I asked myself this question: “What POLITICAL advantage accrues when anti-tobacco laws are passed?”. Note – not health advantage. I have in mind the deceptions which have occurred, such as the sudden decision by the Health Dept to reverse the exception of wet-led pubs and private clubs from the smoking ban. That reversal took place without any consultation at all and was the result of a meeting of some Health Committee which stated that the deleterious effects of SHS were the same for workers in wet-led pubs and private clubs as other places. There is no doubt that the whole process was fixed. Allow exceptions in the original proposed legislation then cancel the exceptions in the final vote. That, essentially, is what happened. You cannot PROVE that it was fixed, but it really is rather obvious. The same applies to the ‘Weapons of Mass Destruction’ which were the excuse for the Gulf war.
So what was the POLITICAL advantage of anti-tobacco? Forget health and think of politics. You also need to put aside the economics of loss of tax revenue if smokers stop buying tobacco products. What is the POLITICAL advantage?
Could it have something to do with bringing Multinational Corporations under control? How can individual nations control Multinationals, unless they get together into GROUPS of nations?
It is easy to see how it might be advantageous to ‘herd’ these multinationals into one group. Thus we have PP in Australia. PP is a POLITICAL event, designed to ‘herd’ tobacco companies into a corral.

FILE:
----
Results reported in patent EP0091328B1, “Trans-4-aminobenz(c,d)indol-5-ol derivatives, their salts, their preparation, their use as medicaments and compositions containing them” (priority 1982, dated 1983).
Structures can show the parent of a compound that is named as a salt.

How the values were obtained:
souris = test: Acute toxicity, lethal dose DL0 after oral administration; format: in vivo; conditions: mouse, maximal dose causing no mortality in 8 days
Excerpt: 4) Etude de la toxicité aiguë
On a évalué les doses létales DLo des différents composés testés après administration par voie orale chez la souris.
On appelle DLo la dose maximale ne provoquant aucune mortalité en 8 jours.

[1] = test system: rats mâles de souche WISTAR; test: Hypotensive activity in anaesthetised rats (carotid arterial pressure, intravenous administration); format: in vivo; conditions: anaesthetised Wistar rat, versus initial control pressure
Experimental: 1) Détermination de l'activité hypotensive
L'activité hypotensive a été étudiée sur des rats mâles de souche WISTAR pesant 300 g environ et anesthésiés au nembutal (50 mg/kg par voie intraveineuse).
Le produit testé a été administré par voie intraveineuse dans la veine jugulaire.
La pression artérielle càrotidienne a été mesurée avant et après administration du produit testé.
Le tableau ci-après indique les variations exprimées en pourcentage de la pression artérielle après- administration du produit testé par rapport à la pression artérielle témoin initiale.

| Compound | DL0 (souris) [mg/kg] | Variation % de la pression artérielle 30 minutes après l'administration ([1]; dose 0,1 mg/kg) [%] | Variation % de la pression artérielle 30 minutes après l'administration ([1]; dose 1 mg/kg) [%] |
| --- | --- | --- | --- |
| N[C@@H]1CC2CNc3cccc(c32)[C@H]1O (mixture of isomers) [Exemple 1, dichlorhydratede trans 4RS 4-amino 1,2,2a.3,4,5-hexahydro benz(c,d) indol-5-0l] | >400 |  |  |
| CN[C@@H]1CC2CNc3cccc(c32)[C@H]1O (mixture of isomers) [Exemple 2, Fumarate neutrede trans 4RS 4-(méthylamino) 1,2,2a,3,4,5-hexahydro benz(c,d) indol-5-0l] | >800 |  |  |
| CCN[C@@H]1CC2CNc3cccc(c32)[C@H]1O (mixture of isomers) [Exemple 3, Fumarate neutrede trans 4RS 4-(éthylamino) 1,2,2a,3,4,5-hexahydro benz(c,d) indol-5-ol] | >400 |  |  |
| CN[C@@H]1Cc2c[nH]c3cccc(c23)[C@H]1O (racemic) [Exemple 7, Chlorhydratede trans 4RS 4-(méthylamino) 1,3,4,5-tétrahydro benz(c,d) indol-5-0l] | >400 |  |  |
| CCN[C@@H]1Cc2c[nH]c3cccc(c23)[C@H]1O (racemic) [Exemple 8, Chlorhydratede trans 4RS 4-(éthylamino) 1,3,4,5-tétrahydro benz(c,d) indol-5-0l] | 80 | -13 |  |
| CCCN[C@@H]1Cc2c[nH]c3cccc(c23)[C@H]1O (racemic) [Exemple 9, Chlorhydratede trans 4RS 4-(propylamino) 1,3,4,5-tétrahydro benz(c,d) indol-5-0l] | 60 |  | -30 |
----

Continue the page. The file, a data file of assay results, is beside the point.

We see the same template being used on Alcohol. There are huge, multinational alcohol manufacturers and distributors. They too need to be brought under control. The same applies to Big Oil and Big Food. All those organisations are bigger than individual nations for the most part. They make their own rules and laws.
But why is Big Pharma excepted? That is a riddle. Unless Big Pharma is seen as benign, and thus on the side of the angels. If that is true, then its massive profits are justified. It can do no wrong, whatever it does, even if it is multinational. It is benign.
We come to the conclusion that Tobacco Control was and is a deliberate attempt to bring multinational traders under control. It has nothing to do with health, and is entirely to do with political aspirations. That would explain Cameron’s vacillating.
There is a problem with multinationals. That has to be acknowledged. The same applies to tax-havens. What ought be obvious to politicians is that punishing millions of people is not an option to counter the Multinationals and Tax Havens.
Thus, the UN has become a divisive instrument rather than a uniting instrument, which it was originally intended to be.
Smokers must accept the STATUS QUO for the time being. The politics is not about Health, it is about Multinational control.